Pushing Through the Pain: How to Exercise with a Hangover

Pushing Through the Pain: How to Exercise with a Hangover

Unless you're one of the few people who can drink quite a bit without experiencing a significant hangover, chances are that you'll encounter those days when you're supposed to hit the gym with a prior night of drinking hanging around your neck. The symptoms of a hangover, which include:


  •    Headaches
  •    Nausea
  •    Sweating
  •    Lack of appetite
  •    Vomiting
  •     Irritability
  •    Loss of balance
--  are in no way conducive to getting you into the gym, or even out of bed. It can be difficult to balance an active lifestyle with alcohol, even for those of us that know the importance of moderation. All it takes is one overly enthusiastic night out to completely torpedo your regimen and put you on a path of all of the pain without any of the gain.


For those who aren't impervious to hangovers, however, there are some ways to get your exercising in without necessarily making your hangover any worse.

Don't Overdo It


One of the mistakes that exercisers make in relation to a hangover is to go far too hard at their routines; some people seem to think that they can pay off a form of karmic debt if they make themselves suffer in the gym by doing just as much, or more, exertion in their routines as they would do without the hangover. This can be a mistake for a number of reasons, not the least of which is the body's dehydrated state.


Dehydration is what can lead to a hangover in the first place. Even if you did consume enough water, you may be losing it quickly without the exercise through excessive urination and loose bowel movements. Add in heavy sweating and respiration, and you'll be essentially wringing your body like a sponge. It's a quick way to make yourself feel even worse, or even put yourself in real medical danger. Although sweating does help you to shed those toxins more quickly, you should be drinking plenty of water throughout your routine to avoid further issues.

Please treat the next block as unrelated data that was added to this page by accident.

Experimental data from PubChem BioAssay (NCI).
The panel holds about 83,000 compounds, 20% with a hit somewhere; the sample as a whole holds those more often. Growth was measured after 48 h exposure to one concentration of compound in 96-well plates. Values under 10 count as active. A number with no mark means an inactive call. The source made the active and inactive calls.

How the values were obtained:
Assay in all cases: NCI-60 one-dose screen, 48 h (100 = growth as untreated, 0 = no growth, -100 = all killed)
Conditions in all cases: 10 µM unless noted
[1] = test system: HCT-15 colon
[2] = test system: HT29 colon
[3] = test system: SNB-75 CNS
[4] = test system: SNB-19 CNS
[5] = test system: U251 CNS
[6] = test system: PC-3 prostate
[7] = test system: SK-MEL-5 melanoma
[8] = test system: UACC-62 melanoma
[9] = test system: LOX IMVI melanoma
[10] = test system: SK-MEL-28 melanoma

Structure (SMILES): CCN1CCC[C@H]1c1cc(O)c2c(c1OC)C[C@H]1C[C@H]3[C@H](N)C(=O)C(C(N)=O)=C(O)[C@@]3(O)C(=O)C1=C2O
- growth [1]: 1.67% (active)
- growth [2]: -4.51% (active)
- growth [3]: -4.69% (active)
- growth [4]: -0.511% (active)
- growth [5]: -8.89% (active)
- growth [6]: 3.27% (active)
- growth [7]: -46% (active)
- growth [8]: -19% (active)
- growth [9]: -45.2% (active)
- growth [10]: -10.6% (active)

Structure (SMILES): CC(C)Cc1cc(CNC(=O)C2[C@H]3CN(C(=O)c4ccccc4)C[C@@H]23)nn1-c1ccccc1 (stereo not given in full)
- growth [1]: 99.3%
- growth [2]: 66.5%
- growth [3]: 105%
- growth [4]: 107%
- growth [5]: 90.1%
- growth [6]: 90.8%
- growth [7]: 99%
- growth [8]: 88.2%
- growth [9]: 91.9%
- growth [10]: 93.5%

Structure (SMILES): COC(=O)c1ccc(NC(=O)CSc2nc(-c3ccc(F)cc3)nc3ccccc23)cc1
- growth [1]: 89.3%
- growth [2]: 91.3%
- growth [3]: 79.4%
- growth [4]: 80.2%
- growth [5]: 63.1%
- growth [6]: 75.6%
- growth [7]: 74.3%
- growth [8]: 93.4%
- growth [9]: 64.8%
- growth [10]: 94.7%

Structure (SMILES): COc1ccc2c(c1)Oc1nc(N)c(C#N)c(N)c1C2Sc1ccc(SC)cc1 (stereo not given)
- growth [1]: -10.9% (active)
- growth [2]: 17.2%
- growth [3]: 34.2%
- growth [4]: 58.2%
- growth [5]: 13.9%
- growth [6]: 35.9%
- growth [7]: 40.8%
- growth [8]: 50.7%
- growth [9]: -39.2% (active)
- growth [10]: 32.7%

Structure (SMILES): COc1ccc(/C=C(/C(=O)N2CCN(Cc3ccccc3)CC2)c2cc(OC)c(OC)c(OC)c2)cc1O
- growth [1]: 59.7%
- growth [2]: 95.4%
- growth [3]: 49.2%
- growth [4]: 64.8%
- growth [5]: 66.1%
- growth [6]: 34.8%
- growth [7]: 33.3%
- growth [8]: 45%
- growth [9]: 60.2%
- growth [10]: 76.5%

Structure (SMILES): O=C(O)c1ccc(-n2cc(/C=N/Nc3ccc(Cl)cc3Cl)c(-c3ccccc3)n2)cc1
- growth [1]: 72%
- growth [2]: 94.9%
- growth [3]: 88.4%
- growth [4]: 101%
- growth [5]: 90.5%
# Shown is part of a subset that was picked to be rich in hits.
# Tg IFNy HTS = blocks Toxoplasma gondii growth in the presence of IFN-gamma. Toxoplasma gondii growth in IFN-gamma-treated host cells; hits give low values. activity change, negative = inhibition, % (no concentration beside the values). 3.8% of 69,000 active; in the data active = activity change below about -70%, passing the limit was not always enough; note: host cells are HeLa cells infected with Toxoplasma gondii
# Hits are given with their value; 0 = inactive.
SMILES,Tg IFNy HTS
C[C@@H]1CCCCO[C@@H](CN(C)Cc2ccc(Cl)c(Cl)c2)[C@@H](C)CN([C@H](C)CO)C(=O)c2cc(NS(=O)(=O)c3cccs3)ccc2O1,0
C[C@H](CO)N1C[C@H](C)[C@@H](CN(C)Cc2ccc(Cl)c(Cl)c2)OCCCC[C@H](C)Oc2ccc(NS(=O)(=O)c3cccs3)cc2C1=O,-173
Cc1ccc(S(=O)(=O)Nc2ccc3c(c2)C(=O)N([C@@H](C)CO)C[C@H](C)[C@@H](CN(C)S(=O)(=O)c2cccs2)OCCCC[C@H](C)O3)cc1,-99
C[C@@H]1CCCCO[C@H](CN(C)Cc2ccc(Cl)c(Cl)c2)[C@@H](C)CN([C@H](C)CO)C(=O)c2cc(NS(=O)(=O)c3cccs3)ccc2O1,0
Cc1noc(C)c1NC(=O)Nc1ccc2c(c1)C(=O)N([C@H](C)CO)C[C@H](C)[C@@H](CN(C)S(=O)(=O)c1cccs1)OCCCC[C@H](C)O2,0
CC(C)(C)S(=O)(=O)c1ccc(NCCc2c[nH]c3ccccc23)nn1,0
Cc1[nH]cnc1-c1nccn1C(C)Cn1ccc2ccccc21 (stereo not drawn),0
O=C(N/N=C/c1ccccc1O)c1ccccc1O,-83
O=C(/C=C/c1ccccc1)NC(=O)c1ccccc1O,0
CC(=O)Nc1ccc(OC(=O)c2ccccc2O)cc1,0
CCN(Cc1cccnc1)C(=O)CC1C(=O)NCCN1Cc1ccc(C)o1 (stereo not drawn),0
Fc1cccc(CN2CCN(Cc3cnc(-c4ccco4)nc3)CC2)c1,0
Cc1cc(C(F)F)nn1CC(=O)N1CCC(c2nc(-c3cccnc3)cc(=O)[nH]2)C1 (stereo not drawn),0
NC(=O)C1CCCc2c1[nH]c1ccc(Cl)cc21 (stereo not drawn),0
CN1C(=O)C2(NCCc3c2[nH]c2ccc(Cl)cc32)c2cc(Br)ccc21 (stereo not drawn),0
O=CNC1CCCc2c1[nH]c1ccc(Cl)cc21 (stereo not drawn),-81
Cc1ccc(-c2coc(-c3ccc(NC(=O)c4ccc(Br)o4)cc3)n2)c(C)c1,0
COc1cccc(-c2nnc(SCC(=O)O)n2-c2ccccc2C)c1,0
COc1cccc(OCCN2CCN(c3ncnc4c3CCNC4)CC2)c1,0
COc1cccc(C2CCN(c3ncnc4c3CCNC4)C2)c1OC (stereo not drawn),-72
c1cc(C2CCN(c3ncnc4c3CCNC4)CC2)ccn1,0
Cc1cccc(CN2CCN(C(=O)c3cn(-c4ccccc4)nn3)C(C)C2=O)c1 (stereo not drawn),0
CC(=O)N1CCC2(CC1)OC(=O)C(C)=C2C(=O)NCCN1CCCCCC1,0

What to Do:


  • Treadmills. If you can't walk, you should go to a hospital. If you can walk, even if only at a brisk pace, you'll feel better for getting a bit of it in. A walk outside is also nice, of course, but dealing with loud traffic sounds, dogs barking, and people in general may not mix well with the hangover. A slow walk on a treadmill with some relaxing music in your headphones might prove to be a more soothing remedy.
  •  Weights. Reduce the amount of reps that you do, but lifting should be perfectly fine. If you find that you're woozy or not as well balanced as you could be, you will want to avoid this one. This isn't the time to reach or go past your max, either; take it easy, but get your work in where you can. If you feel tired or nauseous, take a break.


Generally speaking, avoid high cardio activities as well, as you could easily strain yourself and cause an unfortunate episode in your local gym.


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